Governor Baker Announces Addiction Training Principles for Social Workers
Governor Charlie Baker unveiled guidelines for training social workers to tackle the opioid epidemic Tuesday, making Massachusetts the first in the nation to do so.
The new framework will be applied to addiction education at all nine of the state’s schools of social work, which currently educate roughly 4,300 students on the “front lines” of the crisis, officials say. The principles center around ensuring students who graduate with social work degrees can competently prevent substance abuse, provide counseling for at-risk individuals, and reduce the stigmas of addiction by understanding it as a disease.
“We are proud to partner with all of the Commonwealth’s schools of social work to ensure the next generation of providers is exceptionally well prepared to prevent and treat substance misuse,” Gov. Baker said in a press release. “This agreement will help Massachusetts continue the progress we made two years ago when we became the first state in the nation to require medical and dental schools to train their students in substance misuse prevention and care.”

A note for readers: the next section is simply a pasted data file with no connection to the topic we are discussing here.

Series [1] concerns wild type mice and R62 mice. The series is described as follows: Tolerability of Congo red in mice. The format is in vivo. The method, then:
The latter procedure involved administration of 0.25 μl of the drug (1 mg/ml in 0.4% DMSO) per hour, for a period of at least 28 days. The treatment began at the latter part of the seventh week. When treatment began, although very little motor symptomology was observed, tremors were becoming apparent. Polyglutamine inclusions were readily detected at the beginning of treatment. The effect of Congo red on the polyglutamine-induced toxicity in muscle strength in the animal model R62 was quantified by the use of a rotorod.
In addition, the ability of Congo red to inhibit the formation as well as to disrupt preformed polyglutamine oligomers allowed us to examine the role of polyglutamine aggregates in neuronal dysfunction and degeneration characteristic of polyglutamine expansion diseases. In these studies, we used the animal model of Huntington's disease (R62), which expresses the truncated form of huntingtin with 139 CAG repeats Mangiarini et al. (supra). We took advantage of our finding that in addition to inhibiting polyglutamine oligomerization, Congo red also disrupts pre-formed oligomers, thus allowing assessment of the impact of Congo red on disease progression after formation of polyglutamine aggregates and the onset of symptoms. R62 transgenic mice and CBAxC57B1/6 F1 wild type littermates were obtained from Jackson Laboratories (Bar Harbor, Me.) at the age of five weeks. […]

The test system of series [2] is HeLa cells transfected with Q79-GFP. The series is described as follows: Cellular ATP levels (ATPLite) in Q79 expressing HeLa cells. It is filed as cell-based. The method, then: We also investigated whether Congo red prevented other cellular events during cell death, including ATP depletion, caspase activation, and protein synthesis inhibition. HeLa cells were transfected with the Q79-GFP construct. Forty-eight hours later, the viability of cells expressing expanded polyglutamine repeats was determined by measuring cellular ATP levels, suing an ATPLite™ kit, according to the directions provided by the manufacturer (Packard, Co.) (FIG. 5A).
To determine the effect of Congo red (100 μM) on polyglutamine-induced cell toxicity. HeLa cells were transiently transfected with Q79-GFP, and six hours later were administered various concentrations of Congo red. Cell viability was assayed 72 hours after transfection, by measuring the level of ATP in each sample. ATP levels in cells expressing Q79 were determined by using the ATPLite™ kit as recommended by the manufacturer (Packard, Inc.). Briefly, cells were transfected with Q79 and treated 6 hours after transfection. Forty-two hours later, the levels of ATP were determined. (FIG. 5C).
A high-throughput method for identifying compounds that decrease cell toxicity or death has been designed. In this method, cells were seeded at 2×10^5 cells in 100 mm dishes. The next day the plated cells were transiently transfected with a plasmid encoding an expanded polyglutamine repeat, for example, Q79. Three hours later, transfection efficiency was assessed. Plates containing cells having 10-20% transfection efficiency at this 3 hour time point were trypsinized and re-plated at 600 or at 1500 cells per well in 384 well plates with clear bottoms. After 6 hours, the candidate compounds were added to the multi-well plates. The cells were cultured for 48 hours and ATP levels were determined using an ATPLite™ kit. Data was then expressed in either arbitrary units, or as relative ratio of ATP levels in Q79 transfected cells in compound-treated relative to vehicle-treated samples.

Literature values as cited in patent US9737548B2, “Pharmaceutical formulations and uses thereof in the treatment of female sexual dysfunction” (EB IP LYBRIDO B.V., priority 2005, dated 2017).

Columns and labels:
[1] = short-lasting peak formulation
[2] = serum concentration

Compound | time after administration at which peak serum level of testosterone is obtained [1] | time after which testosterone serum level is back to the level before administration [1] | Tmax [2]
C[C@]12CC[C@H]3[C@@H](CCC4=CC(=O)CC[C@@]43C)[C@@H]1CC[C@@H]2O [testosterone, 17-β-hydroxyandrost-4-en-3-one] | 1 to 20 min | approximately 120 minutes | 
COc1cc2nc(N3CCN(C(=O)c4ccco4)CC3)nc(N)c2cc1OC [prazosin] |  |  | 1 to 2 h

The guidelines add to both the public and private efforts currently in place across the state to stem the epidemic. Last month, Bridgewater State University announced it would provide access to Narcan, which reverses overdoses, to the public. Elsewhere, security guards and police officers have been trained to administer the antidote. And social workers are hardly new to the fight. NPR reported last January that the Waltham-based insurer CeltiCare assigns social workers to some of its customers to aid long-term recovery.
In an August 2017 analysis, the state office of Health and Human Services found opioid use disorder in Massachusetts is roughly one-third higher than the national average, and opioid-related overdoses in the state have more than doubled since 2012. Baker is part of President Trump’s commission to end the epidemic and has instituted a number of policy changes—including a law passed last year which instituted a seven-day limit for first-time opioid prescriptions and has become a national legislative model—to advance that goal in the state.
Early data on 2017 fatalities proved optimistic for parts of eastern Massachusetts, where fewer people died from overdoses during the first part of the year.